Direct API for Engines
The direct API works when your underlying engine has an API to directly control the dynamics. For example, there’s a Python function you can use to tell the engine to run for 10 time steps, and give you the result. The OPS direct engine API is then just a wrapper to translate between OPS and the underlying engine’s API.
Direct Engine API Overview
If your engine will use direct control, then your engine class should
DynamicsEngine. More documentation for the methods
discussed below can be found in the documentation for that class.
Engines take an
options dictionary to provide details of how they run.
All direct control engines need to be able to use the options:
n_steps_per_frame: Number of internal time steps per saved frame (snapshot).
n_frames_max: Maximum number of snapshots allowed in a trajectory before the simulation stops.
You will need to implement these methods:
@property): Getter and setter for the current snapshot. We assume that the current state of the system (e.g., positions and velocities) exists inside your engine; this is the code for translating that internal representation to/from the OPS representation as a
generate_next_frame(): Takes the (previously set)
current_snapshotand generates the next saved frame, i.e., it performs
n_steps_per_frameindividual time steps.
Optionally, you can override several other methods:
start(snapshot=None): Run before each trajectory.
stop(trajectory): Run after each trajectory ends.
generate_n_frames(n_frames=1): Generate a fixed number of frames at once; this can be used for performance in some cases. By default, this just calls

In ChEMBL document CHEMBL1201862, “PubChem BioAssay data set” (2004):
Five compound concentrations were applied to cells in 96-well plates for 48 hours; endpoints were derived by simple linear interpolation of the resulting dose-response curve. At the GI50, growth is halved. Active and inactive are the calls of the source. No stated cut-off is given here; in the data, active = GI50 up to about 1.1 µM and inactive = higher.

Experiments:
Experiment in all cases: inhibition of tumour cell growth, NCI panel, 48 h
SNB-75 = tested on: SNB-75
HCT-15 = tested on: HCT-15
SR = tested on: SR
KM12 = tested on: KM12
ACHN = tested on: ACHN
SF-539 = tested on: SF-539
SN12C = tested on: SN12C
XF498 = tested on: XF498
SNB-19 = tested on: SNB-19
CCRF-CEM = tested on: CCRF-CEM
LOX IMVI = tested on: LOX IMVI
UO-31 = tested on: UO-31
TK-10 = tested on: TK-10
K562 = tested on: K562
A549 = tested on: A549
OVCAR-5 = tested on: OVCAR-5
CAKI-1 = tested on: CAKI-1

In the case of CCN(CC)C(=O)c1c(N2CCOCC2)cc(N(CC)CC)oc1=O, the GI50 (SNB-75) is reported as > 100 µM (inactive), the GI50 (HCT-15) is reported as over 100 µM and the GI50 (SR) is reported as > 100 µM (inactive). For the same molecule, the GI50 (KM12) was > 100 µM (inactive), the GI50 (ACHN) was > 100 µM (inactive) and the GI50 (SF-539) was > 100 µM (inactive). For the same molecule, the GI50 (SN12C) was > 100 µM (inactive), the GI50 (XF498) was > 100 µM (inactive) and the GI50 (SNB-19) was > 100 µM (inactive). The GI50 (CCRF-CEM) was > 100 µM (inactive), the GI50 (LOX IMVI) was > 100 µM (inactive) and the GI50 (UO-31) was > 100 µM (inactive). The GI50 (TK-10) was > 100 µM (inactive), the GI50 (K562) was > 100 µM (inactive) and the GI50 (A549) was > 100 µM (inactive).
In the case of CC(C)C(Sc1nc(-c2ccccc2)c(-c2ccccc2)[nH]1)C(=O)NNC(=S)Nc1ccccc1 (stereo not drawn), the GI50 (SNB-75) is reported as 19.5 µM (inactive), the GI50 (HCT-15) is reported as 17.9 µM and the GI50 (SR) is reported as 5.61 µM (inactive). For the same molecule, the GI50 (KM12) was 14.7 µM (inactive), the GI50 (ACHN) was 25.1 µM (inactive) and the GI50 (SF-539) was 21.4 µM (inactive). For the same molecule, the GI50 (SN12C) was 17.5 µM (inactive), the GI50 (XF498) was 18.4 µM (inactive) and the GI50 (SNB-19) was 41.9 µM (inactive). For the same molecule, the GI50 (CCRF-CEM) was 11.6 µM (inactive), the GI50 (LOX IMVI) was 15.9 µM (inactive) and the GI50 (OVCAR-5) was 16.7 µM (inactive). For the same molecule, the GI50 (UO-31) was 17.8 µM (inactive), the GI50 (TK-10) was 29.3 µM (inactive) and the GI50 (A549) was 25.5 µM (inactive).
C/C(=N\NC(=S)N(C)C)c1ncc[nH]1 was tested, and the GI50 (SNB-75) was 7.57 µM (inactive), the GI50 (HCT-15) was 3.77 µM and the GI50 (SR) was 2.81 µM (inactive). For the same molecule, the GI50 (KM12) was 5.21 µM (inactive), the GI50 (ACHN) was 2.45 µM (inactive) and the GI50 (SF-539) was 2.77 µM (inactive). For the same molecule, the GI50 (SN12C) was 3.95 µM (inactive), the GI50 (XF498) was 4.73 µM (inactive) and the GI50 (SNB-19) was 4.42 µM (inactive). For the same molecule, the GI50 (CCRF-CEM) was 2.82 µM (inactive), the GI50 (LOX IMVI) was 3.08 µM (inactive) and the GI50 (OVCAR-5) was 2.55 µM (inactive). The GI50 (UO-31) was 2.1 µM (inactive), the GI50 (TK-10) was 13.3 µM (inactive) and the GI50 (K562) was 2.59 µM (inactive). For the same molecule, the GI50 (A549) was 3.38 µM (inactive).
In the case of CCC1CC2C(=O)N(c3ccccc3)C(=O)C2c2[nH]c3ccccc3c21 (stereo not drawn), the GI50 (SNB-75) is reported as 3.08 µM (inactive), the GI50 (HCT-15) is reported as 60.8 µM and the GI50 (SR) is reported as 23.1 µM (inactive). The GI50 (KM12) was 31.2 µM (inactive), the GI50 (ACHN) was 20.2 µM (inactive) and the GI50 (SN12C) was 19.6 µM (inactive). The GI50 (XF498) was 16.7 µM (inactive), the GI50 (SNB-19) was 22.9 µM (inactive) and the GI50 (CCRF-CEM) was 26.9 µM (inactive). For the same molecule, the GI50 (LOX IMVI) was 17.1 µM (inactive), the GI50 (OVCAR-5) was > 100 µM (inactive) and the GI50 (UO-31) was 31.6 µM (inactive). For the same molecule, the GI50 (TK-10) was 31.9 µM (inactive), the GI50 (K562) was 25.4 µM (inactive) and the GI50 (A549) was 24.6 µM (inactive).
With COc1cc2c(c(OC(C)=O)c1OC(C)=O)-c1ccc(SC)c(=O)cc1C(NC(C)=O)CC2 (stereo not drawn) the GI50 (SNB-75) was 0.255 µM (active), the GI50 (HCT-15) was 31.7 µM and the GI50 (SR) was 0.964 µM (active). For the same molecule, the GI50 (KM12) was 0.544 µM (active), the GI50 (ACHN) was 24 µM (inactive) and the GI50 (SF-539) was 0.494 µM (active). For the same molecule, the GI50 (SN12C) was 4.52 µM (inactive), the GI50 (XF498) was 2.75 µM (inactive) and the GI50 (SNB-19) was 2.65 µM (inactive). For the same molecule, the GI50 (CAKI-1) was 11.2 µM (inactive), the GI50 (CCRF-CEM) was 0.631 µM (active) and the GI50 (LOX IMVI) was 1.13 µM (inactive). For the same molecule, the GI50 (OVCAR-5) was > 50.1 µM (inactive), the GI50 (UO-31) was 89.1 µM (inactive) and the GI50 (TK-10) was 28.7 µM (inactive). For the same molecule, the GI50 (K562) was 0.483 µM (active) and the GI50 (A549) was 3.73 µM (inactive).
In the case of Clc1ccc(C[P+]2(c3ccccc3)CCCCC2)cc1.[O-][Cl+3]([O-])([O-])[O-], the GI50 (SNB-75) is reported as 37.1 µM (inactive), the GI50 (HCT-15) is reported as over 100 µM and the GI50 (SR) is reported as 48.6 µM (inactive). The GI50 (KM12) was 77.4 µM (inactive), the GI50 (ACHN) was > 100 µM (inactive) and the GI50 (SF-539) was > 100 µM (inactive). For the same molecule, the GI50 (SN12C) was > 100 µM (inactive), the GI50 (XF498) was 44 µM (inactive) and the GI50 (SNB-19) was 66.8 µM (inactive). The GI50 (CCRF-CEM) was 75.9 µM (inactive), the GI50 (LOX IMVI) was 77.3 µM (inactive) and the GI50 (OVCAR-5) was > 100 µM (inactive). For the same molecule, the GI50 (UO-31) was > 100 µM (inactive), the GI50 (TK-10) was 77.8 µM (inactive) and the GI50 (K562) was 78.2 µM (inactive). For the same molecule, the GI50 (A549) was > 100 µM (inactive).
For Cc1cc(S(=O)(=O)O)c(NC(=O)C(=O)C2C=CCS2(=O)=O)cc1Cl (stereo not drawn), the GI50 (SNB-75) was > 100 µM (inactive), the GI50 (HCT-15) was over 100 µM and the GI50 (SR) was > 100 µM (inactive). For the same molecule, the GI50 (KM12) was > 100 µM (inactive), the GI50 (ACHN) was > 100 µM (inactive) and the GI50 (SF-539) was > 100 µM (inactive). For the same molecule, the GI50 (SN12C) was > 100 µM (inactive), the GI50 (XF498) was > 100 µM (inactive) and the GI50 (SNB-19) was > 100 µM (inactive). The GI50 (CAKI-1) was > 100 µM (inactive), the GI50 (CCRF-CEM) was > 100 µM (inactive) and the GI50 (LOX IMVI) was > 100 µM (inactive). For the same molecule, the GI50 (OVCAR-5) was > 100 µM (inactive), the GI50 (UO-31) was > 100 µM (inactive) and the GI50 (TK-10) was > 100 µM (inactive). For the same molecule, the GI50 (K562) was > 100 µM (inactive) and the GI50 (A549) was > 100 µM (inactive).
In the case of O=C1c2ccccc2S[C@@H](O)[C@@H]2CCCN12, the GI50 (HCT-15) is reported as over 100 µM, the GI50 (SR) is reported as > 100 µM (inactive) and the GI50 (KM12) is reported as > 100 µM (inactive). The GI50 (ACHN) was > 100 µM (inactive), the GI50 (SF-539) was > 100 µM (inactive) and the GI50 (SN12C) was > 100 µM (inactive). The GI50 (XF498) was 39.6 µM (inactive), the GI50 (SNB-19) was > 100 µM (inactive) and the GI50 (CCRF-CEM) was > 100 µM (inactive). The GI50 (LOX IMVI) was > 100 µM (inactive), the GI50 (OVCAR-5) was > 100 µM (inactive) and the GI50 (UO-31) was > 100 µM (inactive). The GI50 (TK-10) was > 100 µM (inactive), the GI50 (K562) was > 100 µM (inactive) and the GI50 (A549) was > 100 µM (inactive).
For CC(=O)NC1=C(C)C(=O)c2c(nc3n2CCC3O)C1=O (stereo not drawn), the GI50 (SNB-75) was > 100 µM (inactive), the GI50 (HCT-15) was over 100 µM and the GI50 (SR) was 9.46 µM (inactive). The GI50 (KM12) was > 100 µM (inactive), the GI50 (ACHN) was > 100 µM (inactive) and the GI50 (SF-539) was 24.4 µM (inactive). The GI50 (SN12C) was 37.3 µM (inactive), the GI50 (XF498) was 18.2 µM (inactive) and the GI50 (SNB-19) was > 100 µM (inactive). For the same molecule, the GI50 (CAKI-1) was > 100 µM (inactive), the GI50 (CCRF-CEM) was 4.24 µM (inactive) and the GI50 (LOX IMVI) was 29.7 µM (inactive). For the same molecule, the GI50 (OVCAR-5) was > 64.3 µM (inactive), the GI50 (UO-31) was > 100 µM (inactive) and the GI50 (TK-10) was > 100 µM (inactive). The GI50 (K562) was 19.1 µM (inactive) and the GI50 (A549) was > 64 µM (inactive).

generate_next_frame, but calls it
is_valid_snapshot(snapshot): Check whether the snapshot is physically valid (can be used to check types, look for NaNs, etc.)
Note that you are likely to also need to override the
from_dict methods; see the storage documentation for more details.
How the Direct Engine API Runs
This subsection gives an overview of what order the methods that make up the direct engine API are called in the course of a trajectory. A simulation can consist of multiple trajectories, so
Start of simulation: Code that needs to be run before performing any dynamics should be part of the standard
__init__of your engine subclass.
Start of dynamics: Before a specific dynamics run, we (1) set the snapshot with
engine.current_snapshot = snapshot, using the current snapshot property’s setter; and (2) call
During dynamics: During the dynamics, we call
generate_n_frames), which will typically call the getter for
engine.current_snapshotinternally (to return the snapshot). The logic within OPS determines whether to ask for more frames from the engine.
After dynamics: When the OPS logic says that no more frames are required from the engine, we call
trajectoryis the trajectory we have created. This is a good place to do any per-trajectory clean-up that you need, but may simply be a no-op for many direct API engines.
Direct Engine API Step-by-Step
Or: “So you want to make a direct API engine?”
Direct API engines are generally straightforward.
Start by determining what
featuresyour subclass of
Snapshotwill require. Define the snapshot class. See Snapshot Features for details.
Create the class, and set up its intialization. You will need to:
Add any options that you use should have some, with appropriate default values, in the
_default_optionsclass variable (a dictionary).
SnapshotDescriptorinstance for your engine instance (and pass it to the
Write required methods:
current_snapshot(getter and setter) and
from_dict(), if needed. See documentation on storage for more.
If the optional methods are needed for your engine, write them.